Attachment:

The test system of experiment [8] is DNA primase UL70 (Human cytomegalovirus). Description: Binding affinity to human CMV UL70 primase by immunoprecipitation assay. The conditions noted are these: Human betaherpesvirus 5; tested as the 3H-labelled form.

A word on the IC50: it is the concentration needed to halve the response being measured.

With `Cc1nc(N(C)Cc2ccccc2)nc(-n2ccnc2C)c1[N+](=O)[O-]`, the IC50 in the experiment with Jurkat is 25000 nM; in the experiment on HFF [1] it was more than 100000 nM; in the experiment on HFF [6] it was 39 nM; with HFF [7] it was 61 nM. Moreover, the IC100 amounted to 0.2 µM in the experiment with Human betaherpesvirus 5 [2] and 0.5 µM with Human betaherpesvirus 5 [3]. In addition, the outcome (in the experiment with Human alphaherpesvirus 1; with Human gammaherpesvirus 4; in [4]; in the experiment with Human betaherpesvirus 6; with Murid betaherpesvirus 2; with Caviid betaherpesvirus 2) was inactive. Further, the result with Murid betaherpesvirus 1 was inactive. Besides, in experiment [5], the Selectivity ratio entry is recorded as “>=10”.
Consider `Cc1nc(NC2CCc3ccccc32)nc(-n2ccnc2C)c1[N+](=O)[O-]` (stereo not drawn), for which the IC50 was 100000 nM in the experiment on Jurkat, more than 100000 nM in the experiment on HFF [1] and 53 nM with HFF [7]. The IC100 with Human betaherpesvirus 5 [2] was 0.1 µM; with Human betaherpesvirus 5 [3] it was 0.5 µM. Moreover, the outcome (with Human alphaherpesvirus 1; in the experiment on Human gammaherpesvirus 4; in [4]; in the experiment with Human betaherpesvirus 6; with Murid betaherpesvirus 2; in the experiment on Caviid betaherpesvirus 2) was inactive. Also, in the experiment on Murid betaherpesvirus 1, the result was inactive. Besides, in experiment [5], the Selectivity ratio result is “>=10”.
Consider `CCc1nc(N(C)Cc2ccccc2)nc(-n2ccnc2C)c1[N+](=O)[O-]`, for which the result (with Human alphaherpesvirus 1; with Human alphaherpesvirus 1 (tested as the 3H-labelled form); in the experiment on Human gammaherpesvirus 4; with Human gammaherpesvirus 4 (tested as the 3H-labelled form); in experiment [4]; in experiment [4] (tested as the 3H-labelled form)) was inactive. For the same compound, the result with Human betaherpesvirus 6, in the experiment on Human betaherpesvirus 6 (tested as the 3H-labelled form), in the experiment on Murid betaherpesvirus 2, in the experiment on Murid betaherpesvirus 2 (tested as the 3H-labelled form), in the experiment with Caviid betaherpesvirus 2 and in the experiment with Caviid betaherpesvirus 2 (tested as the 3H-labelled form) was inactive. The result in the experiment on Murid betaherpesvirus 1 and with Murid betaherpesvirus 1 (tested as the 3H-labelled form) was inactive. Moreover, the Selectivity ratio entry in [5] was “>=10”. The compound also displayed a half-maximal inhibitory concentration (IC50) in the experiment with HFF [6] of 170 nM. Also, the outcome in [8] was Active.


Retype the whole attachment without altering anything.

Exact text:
The test system of experiment [8] is DNA primase UL70 (Human cytomegalovirus). Description: Binding affinity to human CMV UL70 primase by immunoprecipitation assay. The conditions noted are these: Human betaherpesvirus 5; tested as the 3H-labelled form.

A word on the IC50: it is the concentration needed to halve the response being measured.

With `Cc1nc(N(C)Cc2ccccc2)nc(-n2ccnc2C)c1[N+](=O)[O-]`, the IC50 in the experiment with Jurkat is 25000 nM; in the experiment on HFF [1] it was more than 100000 nM; in the experiment on HFF [6] it was 39 nM; with HFF [7] it was 61 nM. Moreover, the IC100 amounted to 0.2 µM in the experiment with Human betaherpesvirus 5 [2] and 0.5 µM with Human betaherpesvirus 5 [3]. In addition, the outcome (in the experiment with Human alphaherpesvirus 1; with Human gammaherpesvirus 4; in [4]; in the experiment with Human betaherpesvirus 6; with Murid betaherpesvirus 2; with Caviid betaherpesvirus 2) was inactive. Further, the result with Murid betaherpesvirus 1 was inactive. Besides, in experiment [5], the Selectivity ratio entry is recorded as “>=10”.
Consider `Cc1nc(NC2CCc3ccccc32)nc(-n2ccnc2C)c1[N+](=O)[O-]` (stereo not drawn), for which the IC50 was 100000 nM in the experiment on Jurkat, more than 100000 nM in the experiment on HFF [1] and 53 nM with HFF [7]. The IC100 with Human betaherpesvirus 5 [2] was 0.1 µM; with Human betaherpesvirus 5 [3] it was 0.5 µM. Moreover, the outcome (with Human alphaherpesvirus 1; in the experiment on Human gammaherpesvirus 4; in [4]; in the experiment with Human betaherpesvirus 6; with Murid betaherpesvirus 2; in the experiment on Caviid betaherpesvirus 2) was inactive. Also, in the experiment on Murid betaherpesvirus 1, the result was inactive. Besides, in experiment [5], the Selectivity ratio result is “>=10”.
Consider `CCc1nc(N(C)Cc2ccccc2)nc(-n2ccnc2C)c1[N+](=O)[O-]`, for which the result (with Human alphaherpesvirus 1; with Human alphaherpesvirus 1 (tested as the 3H-labelled form); in the experiment on Human gammaherpesvirus 4; with Human gammaherpesvirus 4 (tested as the 3H-labelled form); in experiment [4]; in experiment [4] (tested as the 3H-labelled form)) was inactive. For the same compound, the result with Human betaherpesvirus 6, in the experiment on Human betaherpesvirus 6 (tested as the 3H-labelled form), in the experiment on Murid betaherpesvirus 2, in the experiment on Murid betaherpesvirus 2 (tested as the 3H-labelled form), in the experiment with Caviid betaherpesvirus 2 and in the experiment with Caviid betaherpesvirus 2 (tested as the 3H-labelled form) was inactive. The result in the experiment on Murid betaherpesvirus 1 and with Murid betaherpesvirus 1 (tested as the 3H-labelled form) was inactive. Moreover, the Selectivity ratio entry in [5] was “>=10”. The compound also displayed a half-maximal inhibitory concentration (IC50) in the experiment with HFF [6] of 170 nM. Also, the outcome in [8] was Active.